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J Natl Med Assoc. 2018 Oct;110(5):480-485. doi: 10.1016/j.jnma.2017.12.006. Epub 2018 Feb 1.

Engaging United States Black Communities in HIV Pre-exposure Prophylaxis: Analysis of a PrEP Engagement Cascade.

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Philadelphia Department of Public Health, Division of Ambulatory Health Services, 500 South Broad St., Philadelphia, PA 19146, USA. Electronic address:
Philadelphia Department of Public Health, Division of Ambulatory Health Services, 500 South Broad St., Philadelphia, PA 19146, USA.
AIDS Care Group, 907 Chester Pike, Sharon Hill, PA 19079, USA.



National PrEP utilization analyses show US non-Hispanic Blacks accessing PrEP at disproportionately low rates given the higher HIV prevalence among Blacks, and in comparison to utilization by non-Hispanic Whites. Women also are underrepresented among PrEP utilizers, especially Black women. We examine the process of accessing PrEP for a majority Black population in an urban community health center setting.


In the Philadelphia city health centers, patients referred for PrEP were followed through six steps of accessing PrEP: referral, patient contact by a PrEP team, maintained interest by patients, scheduling of screening appointments, attending screening appointments, and initiating PrEP. Chi-squared tests were performed at each stage to identify gender differences in drop-off at each step.


Between August 2014 and December 2015, 14% of 785 patients referred for PrEP initiated. Women constituted 37.8% of referrals. A smaller majority of Blacks initiated (84.6% of females, 69.5% of males) than were referred (94.5% of females, 88.1% of males). Prior knowledge of PrEP was associated with screening (68% of those with prior knowledge screened, compared with 29.6% of those without prior knowledge,Χ2 p<0.0001). Higher initiation:referral ratios were noted for self-referrals, and for those referred by clinicians, peers and partners.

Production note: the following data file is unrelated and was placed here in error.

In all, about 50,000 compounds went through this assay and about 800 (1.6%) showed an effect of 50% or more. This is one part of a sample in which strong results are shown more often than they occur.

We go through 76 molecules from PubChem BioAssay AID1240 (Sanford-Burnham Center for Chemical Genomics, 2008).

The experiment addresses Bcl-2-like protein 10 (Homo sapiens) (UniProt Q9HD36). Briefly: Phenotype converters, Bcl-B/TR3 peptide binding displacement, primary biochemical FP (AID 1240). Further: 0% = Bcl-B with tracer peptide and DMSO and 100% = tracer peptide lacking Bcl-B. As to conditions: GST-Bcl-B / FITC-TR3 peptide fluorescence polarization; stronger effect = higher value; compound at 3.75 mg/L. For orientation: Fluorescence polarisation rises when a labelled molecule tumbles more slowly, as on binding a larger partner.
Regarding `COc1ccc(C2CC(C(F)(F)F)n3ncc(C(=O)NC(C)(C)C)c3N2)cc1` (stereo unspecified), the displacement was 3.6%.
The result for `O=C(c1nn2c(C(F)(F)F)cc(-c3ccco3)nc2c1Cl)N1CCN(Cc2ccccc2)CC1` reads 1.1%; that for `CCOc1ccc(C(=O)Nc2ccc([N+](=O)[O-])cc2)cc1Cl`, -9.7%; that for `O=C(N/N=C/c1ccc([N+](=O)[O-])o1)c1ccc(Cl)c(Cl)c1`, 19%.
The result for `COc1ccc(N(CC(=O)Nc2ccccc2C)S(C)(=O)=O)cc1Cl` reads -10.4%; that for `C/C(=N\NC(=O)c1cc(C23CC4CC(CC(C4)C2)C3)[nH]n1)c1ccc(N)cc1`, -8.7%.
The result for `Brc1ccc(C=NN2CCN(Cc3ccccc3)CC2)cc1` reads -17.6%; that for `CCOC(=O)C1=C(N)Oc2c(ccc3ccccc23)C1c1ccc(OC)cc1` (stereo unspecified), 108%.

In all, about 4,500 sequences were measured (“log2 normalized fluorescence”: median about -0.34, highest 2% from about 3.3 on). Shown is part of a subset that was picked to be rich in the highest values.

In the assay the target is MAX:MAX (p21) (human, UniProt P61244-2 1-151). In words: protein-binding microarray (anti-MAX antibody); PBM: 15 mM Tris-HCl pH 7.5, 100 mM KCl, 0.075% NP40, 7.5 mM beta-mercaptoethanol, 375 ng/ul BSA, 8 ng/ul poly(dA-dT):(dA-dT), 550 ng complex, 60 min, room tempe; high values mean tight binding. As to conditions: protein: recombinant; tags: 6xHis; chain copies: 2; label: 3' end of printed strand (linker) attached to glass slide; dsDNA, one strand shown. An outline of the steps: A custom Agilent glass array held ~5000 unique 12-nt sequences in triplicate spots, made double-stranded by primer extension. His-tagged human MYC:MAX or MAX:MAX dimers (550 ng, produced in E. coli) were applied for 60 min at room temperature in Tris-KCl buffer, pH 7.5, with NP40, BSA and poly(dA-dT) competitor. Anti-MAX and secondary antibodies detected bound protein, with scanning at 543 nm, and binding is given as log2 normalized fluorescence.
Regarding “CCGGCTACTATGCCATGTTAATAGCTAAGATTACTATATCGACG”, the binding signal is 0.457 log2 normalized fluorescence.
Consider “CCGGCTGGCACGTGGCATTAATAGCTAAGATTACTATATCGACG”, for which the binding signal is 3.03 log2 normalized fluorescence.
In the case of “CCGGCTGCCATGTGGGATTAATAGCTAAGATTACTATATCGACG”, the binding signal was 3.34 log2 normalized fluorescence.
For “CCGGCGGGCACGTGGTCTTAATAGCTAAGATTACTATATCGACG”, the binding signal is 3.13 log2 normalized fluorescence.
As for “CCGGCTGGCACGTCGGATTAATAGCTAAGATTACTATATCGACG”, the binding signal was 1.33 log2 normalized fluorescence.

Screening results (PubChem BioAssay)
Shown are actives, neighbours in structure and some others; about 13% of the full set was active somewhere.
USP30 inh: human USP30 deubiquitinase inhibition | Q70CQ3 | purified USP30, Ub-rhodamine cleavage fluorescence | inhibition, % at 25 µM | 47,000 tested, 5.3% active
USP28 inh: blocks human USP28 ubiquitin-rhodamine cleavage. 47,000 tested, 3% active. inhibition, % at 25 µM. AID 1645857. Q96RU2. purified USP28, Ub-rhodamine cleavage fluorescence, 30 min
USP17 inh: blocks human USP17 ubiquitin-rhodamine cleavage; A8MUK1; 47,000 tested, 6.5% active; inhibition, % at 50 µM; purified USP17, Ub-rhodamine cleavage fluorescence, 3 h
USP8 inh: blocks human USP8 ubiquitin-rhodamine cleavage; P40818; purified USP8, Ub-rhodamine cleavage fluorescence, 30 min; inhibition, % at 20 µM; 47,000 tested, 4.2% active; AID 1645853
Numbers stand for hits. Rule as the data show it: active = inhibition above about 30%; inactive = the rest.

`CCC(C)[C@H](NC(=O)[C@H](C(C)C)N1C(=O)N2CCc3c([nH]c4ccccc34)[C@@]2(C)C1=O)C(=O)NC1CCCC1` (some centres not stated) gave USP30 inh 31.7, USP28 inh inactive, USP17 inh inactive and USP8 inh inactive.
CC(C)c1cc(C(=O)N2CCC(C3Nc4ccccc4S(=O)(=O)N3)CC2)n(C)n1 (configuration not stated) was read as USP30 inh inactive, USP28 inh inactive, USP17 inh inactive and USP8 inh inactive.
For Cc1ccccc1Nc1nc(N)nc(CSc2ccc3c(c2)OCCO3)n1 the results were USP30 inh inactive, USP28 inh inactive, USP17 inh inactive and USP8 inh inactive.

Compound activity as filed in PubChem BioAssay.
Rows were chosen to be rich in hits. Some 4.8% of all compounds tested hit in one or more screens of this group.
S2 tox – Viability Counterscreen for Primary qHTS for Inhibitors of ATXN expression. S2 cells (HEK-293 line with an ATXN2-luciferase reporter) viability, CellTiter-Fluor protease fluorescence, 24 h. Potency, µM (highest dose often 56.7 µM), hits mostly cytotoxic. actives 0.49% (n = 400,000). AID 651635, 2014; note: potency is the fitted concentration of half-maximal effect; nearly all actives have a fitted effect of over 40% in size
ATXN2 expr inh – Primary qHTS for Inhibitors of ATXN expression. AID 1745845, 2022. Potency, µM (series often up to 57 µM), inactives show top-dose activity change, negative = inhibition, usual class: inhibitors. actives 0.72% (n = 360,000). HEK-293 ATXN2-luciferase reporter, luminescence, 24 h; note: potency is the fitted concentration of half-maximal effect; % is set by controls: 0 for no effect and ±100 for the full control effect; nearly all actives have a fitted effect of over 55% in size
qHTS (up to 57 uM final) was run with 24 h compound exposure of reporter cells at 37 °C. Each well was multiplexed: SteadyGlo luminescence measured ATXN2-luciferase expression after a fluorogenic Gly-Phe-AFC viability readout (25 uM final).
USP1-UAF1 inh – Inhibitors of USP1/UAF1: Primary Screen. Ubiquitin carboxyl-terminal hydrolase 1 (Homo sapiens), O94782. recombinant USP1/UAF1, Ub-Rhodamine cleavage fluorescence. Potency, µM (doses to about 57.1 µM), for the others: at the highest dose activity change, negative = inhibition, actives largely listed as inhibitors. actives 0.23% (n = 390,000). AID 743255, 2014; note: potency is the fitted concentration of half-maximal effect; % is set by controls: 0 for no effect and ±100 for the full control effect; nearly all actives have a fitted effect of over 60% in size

In a diverse cohort in a community health center setting, myriad barriers resulted in a 14% initiation rate for persons at elevated risk for HIV who were referred for PrEP. These barriers led to disproportionately fewer non-Hispanic Blacks and women initiating PrEP. Efforts to better engage Blacks and women in PrEP care are urgently needed, and may include better dissemination of PrEP-related information in Black communities and to women, and training of clinicians serving Black and female populations to improve competency in provision of PrEP care.


Black; Cascade; Engagement; HIV; PrEP


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